BETHLEHEM, Pa., Oct. 26 /PRNewswire/ -- A landmark study of 22 million safety devices used in 61 French hospitals over a two-year period has confirmed the theory that passive, fully automatic safety devices offer significantly better protection against accidental needlestick injuries (NSIs) than early generation active safety technologies such as semi-automatic (push-button) devices or those with manually sliding shields or hinged caps.
This study, described in the article "Needlestick Injury Rates According to Different Types of Safety-Engineered Devices: Results of a French Multicenter Study" in the April 2010 issue of Infection Control and Hospital Epidemiology, was the first head-to-head comparison of safety-engineered devices by safety technology type. It was conducted by GERES (Groupe d'Etude sur le Risque d'Exposition des Soignants), a well-established, government-funded research group.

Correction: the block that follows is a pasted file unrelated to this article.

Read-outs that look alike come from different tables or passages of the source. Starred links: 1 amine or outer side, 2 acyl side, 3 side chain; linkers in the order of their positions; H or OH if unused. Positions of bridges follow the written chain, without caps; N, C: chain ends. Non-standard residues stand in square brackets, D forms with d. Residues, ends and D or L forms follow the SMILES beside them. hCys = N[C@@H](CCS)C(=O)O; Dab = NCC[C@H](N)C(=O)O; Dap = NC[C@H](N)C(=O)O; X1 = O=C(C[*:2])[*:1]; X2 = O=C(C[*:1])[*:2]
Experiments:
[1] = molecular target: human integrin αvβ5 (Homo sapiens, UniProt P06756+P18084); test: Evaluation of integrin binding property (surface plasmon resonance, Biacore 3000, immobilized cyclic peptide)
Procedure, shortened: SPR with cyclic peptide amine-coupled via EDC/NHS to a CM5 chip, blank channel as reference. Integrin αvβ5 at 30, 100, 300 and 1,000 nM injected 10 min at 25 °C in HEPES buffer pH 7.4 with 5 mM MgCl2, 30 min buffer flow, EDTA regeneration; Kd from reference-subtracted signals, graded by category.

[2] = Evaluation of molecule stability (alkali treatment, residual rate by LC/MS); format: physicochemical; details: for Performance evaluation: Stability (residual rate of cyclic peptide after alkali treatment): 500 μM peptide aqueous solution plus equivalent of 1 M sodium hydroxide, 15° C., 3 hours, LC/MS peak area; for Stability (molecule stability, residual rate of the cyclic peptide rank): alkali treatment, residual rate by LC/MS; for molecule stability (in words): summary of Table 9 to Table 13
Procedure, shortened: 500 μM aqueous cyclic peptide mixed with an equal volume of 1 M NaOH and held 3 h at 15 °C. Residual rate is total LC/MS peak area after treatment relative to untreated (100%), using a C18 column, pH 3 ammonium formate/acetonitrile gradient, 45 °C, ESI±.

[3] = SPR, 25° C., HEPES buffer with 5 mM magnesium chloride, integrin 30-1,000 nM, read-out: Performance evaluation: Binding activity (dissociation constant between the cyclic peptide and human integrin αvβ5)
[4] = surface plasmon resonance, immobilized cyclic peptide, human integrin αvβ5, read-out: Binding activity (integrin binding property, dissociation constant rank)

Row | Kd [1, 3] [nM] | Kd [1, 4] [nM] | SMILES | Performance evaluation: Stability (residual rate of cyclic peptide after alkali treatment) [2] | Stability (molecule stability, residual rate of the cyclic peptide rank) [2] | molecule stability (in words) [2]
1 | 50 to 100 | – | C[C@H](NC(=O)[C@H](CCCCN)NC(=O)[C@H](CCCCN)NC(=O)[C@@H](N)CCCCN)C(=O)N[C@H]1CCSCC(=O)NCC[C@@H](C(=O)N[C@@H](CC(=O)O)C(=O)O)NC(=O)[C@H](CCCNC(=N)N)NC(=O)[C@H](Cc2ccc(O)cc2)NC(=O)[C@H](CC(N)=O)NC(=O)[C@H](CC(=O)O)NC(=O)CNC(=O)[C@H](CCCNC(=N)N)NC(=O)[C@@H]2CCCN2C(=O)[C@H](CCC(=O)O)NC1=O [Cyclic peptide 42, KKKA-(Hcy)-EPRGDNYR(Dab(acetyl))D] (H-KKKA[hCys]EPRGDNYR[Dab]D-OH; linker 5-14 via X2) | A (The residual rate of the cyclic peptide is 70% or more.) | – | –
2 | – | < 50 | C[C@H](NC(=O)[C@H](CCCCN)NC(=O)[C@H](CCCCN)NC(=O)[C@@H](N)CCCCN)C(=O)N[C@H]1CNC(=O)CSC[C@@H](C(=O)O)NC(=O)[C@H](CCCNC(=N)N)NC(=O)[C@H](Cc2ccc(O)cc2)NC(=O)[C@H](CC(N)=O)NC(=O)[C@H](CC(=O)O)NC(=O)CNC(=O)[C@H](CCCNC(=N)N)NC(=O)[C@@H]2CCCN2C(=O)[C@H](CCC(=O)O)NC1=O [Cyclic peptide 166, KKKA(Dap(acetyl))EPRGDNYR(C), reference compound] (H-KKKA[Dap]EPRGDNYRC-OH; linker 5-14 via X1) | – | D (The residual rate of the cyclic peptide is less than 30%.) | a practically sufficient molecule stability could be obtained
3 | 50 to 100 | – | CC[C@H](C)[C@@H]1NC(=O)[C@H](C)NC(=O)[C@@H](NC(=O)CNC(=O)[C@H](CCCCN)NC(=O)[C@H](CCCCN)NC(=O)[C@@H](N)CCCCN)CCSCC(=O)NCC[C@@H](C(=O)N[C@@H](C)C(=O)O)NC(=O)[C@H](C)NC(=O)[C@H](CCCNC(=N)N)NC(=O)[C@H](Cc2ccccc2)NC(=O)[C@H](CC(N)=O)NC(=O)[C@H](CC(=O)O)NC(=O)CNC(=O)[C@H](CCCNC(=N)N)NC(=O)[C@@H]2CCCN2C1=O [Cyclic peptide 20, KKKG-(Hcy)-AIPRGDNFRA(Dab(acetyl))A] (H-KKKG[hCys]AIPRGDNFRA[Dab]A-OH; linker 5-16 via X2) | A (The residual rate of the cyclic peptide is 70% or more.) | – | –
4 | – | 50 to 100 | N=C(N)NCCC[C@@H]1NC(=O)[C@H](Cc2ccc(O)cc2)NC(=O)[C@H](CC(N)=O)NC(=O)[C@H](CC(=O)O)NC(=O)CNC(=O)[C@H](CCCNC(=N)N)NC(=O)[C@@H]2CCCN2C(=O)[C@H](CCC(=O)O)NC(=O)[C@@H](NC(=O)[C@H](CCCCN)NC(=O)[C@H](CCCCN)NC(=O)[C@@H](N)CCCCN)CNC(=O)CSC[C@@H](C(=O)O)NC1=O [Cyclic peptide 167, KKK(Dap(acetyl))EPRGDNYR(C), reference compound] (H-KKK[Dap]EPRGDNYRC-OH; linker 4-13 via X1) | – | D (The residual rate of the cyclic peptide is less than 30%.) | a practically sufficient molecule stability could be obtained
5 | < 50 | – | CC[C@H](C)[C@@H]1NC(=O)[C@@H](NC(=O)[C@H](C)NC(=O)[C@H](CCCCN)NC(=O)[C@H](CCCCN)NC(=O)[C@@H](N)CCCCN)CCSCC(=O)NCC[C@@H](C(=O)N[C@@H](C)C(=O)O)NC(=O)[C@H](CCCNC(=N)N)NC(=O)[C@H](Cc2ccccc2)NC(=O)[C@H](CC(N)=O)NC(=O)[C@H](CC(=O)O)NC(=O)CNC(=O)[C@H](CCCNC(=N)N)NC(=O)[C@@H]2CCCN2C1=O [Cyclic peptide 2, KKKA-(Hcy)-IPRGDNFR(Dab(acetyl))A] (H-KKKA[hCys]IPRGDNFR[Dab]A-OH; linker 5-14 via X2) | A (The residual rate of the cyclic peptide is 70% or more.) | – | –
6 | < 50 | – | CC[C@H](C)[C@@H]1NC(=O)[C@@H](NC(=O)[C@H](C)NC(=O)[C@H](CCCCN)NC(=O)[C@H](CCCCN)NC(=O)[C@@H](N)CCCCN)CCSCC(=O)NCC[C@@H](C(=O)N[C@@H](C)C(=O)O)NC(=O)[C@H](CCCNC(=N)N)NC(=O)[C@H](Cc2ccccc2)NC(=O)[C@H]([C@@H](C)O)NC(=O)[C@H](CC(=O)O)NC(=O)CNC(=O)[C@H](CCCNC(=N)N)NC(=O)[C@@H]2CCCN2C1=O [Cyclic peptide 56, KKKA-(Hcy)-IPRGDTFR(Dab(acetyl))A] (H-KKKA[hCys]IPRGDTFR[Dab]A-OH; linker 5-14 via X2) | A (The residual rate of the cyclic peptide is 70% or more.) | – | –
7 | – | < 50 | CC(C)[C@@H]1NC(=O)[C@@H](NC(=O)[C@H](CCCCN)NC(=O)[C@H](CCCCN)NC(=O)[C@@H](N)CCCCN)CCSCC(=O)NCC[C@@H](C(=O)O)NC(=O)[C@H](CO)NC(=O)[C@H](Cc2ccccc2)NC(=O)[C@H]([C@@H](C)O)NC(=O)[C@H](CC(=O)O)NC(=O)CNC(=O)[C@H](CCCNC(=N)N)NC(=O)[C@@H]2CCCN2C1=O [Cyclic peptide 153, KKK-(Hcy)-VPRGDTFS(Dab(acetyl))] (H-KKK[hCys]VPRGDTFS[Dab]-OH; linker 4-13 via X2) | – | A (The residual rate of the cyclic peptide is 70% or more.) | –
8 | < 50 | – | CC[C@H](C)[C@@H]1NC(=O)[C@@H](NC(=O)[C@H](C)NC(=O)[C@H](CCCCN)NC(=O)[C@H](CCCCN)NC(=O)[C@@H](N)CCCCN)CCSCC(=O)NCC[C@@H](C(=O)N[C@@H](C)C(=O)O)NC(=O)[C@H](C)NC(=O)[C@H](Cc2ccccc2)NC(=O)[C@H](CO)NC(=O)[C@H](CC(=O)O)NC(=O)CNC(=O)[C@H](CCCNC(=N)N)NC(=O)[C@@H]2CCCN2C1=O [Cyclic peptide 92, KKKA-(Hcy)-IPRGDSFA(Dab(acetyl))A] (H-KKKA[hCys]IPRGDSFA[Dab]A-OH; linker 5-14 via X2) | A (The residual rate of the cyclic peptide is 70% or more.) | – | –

The study concludes that passive safety engineered devices are more effective than active devices for NSI prevention.
Among its findings, the study documents the procedure specific needlestick injury rate by safety device technology. For intravascular catheters the NSI rate for passive or fully automatic devices studied was 1.31 per 100,000 devices used, compared with 2.54 per 100,000 devices used for semi-automatic (push-button) technology and 4.34 per 100,000 devices used for manually sliding shield technology. With semi-automatic and sliding shield devices, healthcare workers can choose whether or not to operate the safety features. Passive, fully automatic devices, on the other hand, "require no input from the user" and "eliminate the need for elaborate training." Ac